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Initially, we study how businesses are legally formed. It is fundamental to understand all the forms into which business enterprises are organized, and the pros and cons of each form. Business enterprises can be organized in various ways to achieve different goals. Lawyers are often called upon by business people to help them select the form of business through which they can most effectively achieve their business goals. Accordingly, we study sole proprietorships, partnerships, corporations, and the increasingly popular new form of enterprise called the limited liability company (“LLC”).
We survey why and how companies “go public” and the implications of this decision and examine how the capital markets are regulated by the Securities and Exchange Commission (“SEC”) and the securities laws. In today’s environment we have the unique opportunity to focus on the U.S. financial crisis, and how business and Wall Street practices factor into the evolving role of corporate law, the SEC, and public companies. We examine how businesses are regulated and why. We analyze the legal standard of conduct expected of companies, their owners and executives.
The major focus of the course is on the most popular form of business organization, the corporation. We study how corporations are used to raise and manage capital, allocate risk, and divide ownership and management prerogatives. We focus on the responsibilities of boards of directors, the rights of shareholders, the issuance of stock, mergers and acquisitions, and corporate governance. We also examine broader policy questions such as how our economic system and business needs promote business interests and shape laws and regulations in the United States.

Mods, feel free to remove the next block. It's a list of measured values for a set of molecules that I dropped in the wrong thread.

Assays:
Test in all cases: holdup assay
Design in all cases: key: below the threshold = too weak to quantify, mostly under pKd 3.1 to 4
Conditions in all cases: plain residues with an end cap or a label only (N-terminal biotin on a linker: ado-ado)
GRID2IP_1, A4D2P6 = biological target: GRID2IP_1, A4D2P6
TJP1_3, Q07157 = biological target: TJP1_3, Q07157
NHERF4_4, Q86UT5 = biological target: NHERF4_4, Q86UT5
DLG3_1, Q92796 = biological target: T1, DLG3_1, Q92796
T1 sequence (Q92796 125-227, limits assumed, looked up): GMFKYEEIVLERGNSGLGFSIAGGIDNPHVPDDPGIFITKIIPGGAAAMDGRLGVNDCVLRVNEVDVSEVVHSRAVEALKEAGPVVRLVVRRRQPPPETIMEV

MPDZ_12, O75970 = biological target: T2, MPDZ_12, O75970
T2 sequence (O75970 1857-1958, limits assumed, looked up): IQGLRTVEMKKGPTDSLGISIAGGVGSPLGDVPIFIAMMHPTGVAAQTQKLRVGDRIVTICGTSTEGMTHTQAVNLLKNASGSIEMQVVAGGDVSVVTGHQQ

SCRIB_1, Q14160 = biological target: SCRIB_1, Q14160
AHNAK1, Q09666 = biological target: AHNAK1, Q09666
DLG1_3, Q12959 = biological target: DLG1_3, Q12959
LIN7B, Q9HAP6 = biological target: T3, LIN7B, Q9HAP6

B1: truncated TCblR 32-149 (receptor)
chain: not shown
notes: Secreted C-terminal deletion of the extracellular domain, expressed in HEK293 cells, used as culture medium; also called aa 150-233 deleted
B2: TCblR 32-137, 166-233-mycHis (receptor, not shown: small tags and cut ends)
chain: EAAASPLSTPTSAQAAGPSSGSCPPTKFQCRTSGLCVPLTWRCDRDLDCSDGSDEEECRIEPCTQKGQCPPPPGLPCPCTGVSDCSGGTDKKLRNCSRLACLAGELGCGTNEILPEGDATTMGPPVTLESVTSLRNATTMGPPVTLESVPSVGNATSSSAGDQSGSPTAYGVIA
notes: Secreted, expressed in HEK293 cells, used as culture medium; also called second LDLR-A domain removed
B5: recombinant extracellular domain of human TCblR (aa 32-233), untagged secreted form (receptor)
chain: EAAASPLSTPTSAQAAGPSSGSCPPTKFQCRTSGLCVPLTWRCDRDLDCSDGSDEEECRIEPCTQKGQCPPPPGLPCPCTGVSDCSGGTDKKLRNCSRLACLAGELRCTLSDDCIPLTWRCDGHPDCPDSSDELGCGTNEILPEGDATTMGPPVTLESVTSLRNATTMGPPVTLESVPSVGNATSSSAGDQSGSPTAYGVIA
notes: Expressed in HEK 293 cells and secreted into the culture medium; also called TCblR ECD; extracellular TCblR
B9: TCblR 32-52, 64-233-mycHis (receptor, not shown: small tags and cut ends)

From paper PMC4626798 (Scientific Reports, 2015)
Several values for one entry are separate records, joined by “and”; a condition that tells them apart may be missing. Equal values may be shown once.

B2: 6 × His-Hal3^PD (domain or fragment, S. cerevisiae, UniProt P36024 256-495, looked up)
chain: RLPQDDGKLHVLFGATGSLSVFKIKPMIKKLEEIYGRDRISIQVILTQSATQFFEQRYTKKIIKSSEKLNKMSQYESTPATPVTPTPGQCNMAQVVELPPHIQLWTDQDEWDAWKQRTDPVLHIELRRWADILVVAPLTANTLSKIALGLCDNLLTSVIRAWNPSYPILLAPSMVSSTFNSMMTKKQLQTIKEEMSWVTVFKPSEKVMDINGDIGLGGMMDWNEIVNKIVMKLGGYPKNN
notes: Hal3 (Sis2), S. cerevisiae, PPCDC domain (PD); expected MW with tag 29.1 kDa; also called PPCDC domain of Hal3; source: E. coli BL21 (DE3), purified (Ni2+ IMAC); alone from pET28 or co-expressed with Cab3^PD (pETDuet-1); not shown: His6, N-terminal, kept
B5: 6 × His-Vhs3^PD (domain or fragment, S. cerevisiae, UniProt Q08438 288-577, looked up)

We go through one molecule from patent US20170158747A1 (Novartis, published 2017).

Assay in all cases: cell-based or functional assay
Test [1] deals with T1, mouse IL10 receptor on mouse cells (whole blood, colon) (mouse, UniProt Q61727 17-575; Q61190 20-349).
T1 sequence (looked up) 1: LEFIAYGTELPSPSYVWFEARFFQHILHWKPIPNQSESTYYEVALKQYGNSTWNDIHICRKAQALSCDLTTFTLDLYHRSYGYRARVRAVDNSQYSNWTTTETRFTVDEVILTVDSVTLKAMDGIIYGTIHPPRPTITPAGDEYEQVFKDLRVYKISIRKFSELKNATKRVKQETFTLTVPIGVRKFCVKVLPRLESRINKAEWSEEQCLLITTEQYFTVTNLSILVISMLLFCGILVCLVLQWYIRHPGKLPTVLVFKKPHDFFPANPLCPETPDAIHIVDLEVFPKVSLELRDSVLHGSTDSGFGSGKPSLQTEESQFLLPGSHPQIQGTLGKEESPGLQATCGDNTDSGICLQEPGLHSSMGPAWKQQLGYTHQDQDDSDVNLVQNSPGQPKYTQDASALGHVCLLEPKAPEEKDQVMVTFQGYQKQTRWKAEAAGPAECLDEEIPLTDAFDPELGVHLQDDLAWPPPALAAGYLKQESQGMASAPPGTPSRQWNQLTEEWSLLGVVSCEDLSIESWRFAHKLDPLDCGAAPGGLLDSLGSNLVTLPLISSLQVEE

Credit Hours: 4
Grading Option: Letter Grade Only
Graduation Writing Requirement: No
Flexible Writing Requirement: No
Skills Requirement: No
Final Exam Given: Yes
Final Exam Type: In-Class
Attendance Policy: Per Statement of Student Policies
Online Course Site: None